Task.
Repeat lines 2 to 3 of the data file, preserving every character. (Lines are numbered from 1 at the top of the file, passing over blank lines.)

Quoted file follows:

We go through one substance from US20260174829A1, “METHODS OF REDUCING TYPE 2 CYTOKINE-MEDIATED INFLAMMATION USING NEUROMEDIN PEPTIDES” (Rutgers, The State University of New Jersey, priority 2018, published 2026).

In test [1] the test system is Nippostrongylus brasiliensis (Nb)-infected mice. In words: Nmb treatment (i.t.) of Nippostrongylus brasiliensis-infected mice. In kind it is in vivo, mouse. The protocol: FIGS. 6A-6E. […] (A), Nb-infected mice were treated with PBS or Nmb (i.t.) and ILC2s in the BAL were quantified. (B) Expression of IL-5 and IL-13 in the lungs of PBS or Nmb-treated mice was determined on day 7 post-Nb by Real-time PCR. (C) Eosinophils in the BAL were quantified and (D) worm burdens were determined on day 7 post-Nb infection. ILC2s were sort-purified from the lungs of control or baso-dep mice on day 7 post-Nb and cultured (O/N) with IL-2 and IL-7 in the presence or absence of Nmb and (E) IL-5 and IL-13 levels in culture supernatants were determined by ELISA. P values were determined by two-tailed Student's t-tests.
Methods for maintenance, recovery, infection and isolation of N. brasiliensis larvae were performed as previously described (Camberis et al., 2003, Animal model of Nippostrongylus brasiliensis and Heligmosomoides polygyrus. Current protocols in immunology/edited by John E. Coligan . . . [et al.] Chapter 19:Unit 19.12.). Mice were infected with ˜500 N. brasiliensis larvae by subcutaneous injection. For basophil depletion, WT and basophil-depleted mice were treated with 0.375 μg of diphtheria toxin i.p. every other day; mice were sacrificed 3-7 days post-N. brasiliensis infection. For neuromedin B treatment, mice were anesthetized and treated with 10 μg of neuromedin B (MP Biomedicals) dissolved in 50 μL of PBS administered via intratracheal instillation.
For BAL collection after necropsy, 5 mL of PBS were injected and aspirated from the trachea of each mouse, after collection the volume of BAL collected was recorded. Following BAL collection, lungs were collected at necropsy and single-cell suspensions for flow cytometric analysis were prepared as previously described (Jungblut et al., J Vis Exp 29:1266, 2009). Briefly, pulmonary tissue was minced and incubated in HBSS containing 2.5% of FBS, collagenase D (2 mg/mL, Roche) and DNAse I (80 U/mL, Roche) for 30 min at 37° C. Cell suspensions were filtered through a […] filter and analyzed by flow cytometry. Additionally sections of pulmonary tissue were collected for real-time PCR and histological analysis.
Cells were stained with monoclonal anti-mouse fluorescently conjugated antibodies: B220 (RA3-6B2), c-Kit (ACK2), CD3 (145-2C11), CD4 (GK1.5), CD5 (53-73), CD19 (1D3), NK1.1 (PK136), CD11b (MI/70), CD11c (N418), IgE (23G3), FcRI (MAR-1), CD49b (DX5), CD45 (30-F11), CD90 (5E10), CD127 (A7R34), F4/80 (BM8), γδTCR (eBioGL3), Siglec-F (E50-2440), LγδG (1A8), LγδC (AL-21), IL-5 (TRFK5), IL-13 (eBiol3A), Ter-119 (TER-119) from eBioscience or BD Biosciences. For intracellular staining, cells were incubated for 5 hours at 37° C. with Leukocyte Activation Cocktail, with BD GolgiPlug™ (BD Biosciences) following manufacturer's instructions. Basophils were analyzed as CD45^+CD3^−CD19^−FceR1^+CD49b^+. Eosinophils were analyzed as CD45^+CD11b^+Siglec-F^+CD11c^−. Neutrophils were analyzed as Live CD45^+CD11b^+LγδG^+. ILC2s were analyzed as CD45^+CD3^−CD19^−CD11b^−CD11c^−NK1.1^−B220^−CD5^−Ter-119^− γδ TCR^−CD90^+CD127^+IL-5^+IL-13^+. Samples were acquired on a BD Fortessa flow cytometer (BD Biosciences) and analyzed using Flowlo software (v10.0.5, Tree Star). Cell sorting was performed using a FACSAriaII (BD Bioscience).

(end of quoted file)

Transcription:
In test [1] the test system is Nippostrongylus brasiliensis (Nb)-infected mice. In words: Nmb treatment (i.t.) of Nippostrongylus brasiliensis-infected mice. In kind it is in vivo, mouse. The protocol: FIGS. 6A-6E. […] (A), Nb-infected mice were treated with PBS or Nmb (i.t.) and ILC2s in the BAL were quantified. (B) Expression of IL-5 and IL-13 in the lungs of PBS or Nmb-treated mice was determined on day 7 post-Nb by Real-time PCR. (C) Eosinophils in the BAL were quantified and (D) worm burdens were determined on day 7 post-Nb infection. ILC2s were sort-purified from the lungs of control or baso-dep mice on day 7 post-Nb and cultured (O/N) with IL-2 and IL-7 in the presence or absence of Nmb and (E) IL-5 and IL-13 levels in culture supernatants were determined by ELISA. P values were determined by two-tailed Student's t-tests.
Methods for maintenance, recovery, infection and isolation of N. brasiliensis larvae were performed as previously described (Camberis et al., 2003, Animal model of Nippostrongylus brasiliensis and Heligmosomoides polygyrus. Current protocols in immunology/edited by John E. Coligan . . . [et al.] Chapter 19:Unit 19.12.). Mice were infected with ˜500 N. brasiliensis larvae by subcutaneous injection. For basophil depletion, WT and basophil-depleted mice were treated with 0.375 μg of diphtheria toxin i.p. every other day; mice were sacrificed 3-7 days post-N. brasiliensis infection. For neuromedin B treatment, mice were anesthetized and treated with 10 μg of neuromedin B (MP Biomedicals) dissolved in 50 μL of PBS administered via intratracheal instillation.